Visiting a local news website this morning I read this header. It's a brief posting, proposing the question of hazardous materials in cargo trains passing by homes without community members knowing the wiser. Of course, it wasn't a real article, rather a mention to instigate interest in the special report tonight.
It's a touchy subject, one that I can, I think, view objectively from both sides. On one hand, If I own a home or occupy a dwelling close to a rail line and I'm at risk in the event of a derailment or accidental release, then I should be informed. On the other hand, most people who don't have specialized training or backgrounds won't even understand the implied hazard, and will likely blow it out of proportion. So where is the balance?
Here is my only suggestion. We are alarmist by nature. It is important to educate ourselves. You can visit the local Rail line websites and they provide a snapshot of the materials moved in your community. They also provide phone numbers for you to call in case the information they provide isn't enough. You should understand the implied risk when you choose to live near rail, since rail-freight of hazardous materials has been an industry standard protected by law, likely longer that you have been alive. According to the BNSF website, hazardous materials only account for 0.3 % of all items shipped across rail. Similarly, the Union Pacific website provides community information regarding "common carrier obligation" (IE: rail is NOT allowed to turn down hazmat shipment like trucking and barge and air can) and provides emergency phone numbers in case something seems wrong.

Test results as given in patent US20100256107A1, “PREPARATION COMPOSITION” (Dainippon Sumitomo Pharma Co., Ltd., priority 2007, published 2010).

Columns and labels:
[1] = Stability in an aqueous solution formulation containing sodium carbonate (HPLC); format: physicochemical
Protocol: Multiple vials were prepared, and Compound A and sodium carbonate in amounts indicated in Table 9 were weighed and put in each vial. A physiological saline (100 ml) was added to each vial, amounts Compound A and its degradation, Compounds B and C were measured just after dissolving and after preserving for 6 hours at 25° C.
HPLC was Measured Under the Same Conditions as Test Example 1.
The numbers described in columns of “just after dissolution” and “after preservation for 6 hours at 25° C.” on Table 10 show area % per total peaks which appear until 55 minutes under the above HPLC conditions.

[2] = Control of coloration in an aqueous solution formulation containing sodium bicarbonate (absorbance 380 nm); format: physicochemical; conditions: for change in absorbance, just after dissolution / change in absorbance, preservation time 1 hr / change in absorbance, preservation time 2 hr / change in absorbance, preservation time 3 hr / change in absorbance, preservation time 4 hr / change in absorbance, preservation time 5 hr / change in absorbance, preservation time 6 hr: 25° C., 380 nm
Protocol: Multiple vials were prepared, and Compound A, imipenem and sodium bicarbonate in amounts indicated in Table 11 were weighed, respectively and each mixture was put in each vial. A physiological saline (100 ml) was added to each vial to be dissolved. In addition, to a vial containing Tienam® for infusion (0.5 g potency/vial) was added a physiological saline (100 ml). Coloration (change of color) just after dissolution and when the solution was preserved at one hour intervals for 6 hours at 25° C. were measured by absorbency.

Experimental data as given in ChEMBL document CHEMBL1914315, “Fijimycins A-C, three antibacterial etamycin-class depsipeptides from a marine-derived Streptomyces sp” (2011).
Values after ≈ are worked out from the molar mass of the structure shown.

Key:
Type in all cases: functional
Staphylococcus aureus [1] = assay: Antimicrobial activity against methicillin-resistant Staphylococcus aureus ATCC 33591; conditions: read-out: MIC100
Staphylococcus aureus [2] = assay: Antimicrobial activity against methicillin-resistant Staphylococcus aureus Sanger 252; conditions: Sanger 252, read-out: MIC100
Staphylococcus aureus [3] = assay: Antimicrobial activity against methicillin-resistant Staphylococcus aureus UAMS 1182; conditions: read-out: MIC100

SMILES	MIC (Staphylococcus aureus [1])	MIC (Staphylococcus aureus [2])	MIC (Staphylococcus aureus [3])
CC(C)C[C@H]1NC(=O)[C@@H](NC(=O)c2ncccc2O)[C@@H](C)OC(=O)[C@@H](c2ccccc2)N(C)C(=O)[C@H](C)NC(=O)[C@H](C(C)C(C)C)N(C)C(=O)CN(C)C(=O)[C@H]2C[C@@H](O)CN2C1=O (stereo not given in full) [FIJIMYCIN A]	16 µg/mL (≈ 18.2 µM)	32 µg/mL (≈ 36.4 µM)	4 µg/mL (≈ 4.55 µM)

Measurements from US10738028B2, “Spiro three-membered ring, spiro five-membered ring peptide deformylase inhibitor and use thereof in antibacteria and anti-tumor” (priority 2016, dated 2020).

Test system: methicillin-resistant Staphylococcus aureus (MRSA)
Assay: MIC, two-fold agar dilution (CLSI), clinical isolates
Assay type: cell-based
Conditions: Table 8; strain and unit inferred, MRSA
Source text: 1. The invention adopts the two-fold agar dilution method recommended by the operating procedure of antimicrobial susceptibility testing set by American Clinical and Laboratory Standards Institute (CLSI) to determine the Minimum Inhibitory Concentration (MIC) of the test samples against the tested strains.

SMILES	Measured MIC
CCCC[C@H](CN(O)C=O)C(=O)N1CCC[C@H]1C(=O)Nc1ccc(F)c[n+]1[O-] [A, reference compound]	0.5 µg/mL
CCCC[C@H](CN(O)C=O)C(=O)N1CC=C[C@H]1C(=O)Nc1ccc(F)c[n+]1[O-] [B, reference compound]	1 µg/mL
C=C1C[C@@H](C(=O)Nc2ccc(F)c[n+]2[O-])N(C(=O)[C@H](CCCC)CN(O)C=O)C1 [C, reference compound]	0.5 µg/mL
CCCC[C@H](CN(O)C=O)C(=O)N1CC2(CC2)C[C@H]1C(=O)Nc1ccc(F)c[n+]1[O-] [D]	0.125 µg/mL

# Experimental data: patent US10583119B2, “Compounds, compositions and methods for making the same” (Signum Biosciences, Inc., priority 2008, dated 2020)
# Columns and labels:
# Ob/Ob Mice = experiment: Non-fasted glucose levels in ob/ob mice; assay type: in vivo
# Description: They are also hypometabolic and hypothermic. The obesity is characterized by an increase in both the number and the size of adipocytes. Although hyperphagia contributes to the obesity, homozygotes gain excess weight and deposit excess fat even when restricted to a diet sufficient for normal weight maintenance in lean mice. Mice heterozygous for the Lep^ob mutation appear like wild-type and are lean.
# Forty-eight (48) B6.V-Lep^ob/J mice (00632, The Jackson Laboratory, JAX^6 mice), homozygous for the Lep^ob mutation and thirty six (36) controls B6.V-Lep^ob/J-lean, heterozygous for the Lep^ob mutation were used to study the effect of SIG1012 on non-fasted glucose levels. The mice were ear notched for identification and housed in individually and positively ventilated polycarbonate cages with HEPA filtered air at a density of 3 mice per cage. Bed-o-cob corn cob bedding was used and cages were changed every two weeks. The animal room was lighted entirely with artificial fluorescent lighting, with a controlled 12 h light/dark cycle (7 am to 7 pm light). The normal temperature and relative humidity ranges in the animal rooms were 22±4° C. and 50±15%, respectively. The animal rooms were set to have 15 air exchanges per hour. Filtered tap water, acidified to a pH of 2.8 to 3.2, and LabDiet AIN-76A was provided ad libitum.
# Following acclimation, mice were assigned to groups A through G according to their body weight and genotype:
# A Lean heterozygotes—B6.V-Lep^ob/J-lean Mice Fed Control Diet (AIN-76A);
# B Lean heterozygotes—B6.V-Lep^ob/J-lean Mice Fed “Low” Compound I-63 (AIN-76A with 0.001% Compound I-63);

Just another example of us trying to vilify industry for the commodities we use daily.